AdsEarner Review: $10 advertising credit Ponzi scheme

adsearner-logoThere is no information on the AdsEarner website indicating who owns or runs the business.

The AdsEarner website domain (“”) was registered on the 7th of September 2014, however the domain registration is set to private.

As always, if a MLM company is not openly upfront about who is running or owns it, think long and hard about joining and/or handing over any money. [Continue reading...]

HubOffer Review: $10 – $25 Ponzi pyramid hybrid

huboffer-logoThere is no information on the HubOffer website indicating who owns or runs the business.

The HubOffer website domain (“”) was registered on the 17th of August 2014 and lists a “Francis Natasa” from “Hubopco Limited” as the domain owner. An address in Stirling, Scotland is also provided.

Hubopco appears to have been recently registered as a company name in the UK (May 2014), with the address provided shared with 114 other companies (sounds like a virtual mailbox).

Call me cynical but UK-based company registration, weirdly spelt admin name and suspicious European address? It’s likely that Francis Natasa doesn’t exist, the company is bogus and the address in Scotland is little more than a rented mailbox, if that.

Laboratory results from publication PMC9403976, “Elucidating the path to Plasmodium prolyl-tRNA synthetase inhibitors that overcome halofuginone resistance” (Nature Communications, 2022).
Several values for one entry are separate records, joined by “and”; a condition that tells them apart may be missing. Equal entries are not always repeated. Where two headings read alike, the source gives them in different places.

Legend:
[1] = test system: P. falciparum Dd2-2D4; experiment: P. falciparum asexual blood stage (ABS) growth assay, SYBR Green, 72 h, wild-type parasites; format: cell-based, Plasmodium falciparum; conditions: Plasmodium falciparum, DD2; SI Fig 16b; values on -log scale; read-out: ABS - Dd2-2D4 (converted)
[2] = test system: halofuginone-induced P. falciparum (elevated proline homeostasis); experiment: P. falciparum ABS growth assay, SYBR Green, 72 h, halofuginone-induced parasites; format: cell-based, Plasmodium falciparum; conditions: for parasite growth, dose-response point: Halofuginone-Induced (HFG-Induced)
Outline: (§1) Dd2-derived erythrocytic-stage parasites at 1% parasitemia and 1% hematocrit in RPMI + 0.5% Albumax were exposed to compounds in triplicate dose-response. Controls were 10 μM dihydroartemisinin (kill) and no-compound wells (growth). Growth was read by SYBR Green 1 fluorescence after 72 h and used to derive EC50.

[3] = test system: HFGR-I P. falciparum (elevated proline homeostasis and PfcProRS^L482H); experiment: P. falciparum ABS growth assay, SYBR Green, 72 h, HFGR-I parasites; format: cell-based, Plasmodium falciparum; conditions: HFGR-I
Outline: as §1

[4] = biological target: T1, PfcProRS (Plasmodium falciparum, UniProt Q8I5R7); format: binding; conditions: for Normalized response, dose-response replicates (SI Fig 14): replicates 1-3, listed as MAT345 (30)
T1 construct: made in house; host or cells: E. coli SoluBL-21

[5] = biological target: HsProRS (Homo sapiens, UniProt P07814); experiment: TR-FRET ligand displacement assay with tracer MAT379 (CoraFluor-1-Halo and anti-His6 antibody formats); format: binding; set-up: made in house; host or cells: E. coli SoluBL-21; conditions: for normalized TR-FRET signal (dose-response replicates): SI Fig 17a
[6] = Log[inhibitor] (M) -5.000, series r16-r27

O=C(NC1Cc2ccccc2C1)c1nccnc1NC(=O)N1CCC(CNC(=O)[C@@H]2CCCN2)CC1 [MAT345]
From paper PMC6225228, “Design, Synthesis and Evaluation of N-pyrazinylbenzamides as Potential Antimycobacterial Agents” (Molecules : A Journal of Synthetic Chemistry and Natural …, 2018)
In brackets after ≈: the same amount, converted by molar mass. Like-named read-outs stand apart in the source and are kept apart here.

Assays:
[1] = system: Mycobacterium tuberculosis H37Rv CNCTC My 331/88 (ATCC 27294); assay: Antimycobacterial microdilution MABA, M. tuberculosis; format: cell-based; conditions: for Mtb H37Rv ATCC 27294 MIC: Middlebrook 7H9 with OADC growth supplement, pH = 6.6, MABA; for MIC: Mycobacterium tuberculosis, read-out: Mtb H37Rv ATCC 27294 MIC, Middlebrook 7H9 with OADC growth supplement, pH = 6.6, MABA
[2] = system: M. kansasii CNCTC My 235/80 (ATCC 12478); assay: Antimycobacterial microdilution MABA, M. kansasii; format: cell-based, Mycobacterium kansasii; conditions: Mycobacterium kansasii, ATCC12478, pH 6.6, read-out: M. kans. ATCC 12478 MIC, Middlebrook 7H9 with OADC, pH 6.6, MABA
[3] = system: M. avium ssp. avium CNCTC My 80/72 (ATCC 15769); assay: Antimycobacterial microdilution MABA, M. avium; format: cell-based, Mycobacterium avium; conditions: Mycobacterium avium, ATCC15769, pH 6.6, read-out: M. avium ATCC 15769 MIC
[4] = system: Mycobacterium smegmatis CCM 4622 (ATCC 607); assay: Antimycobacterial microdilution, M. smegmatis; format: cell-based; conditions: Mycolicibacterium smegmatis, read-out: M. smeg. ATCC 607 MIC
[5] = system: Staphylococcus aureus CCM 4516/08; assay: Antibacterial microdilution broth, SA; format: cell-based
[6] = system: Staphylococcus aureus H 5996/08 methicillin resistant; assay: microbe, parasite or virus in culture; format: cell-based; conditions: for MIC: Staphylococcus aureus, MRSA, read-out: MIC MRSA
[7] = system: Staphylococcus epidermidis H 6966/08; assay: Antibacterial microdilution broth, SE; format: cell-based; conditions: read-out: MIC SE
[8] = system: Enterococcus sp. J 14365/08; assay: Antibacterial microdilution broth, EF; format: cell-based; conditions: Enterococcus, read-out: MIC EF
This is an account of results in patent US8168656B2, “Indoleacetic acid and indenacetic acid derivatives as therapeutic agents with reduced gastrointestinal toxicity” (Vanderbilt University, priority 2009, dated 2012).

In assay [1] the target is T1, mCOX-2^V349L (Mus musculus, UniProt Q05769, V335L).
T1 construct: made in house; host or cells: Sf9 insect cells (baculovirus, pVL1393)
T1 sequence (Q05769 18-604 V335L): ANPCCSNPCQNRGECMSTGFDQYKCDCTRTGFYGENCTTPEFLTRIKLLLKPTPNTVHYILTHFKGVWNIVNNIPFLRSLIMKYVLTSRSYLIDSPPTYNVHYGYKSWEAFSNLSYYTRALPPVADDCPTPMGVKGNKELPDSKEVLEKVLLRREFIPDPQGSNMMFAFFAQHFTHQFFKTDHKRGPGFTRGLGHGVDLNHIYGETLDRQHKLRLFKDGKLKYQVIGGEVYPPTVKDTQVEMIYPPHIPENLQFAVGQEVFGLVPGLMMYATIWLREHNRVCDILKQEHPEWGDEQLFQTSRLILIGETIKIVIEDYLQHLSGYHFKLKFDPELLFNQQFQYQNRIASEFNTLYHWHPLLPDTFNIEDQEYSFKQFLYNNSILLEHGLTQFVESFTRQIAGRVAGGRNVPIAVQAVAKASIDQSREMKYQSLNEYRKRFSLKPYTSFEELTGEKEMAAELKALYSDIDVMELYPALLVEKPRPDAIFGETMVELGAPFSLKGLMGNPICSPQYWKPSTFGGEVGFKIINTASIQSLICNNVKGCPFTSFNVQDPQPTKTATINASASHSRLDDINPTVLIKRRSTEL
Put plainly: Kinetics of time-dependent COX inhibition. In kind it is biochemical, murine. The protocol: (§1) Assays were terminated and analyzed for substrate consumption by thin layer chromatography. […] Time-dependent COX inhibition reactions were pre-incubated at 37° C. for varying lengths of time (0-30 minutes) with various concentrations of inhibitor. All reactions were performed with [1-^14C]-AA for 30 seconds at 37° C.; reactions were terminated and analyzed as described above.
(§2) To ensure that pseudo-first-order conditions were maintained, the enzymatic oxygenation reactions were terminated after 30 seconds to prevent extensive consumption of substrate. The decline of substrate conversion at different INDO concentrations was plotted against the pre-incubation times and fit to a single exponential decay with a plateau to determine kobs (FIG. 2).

This has Indian scammers written all over it.

Read on for a full review of the HubOffer MLM business opportunity. [Continue reading...]

Lead Lightning Review: Power Lead System rebooted

lead-lightning-logoPower Lead System launched in late 2013 and then… well I’m not really sure what happened.

The domain the company was using (“”) is no longer in use today.

In my BehindMLM Power Lead System review, I called out the company’s compensation plan for being too heavily titled towards affiliate recruitment.

Based on a 1-up model, there was little incentive for affiliates to focus on retail sales of Power Lead System’s lead platform.

Neil Guess, the owner of Power Lead System, was initially receptive to this criticism but soon became defensive over how said criticism was worded.

When it was then pointed out that charging affiliates fees for purpose of qualifying them to earn commissions by recruiting affiliates who then pay the same fees, Guess spat the dummy:

Hopefully THIS might make things clearer for YOU…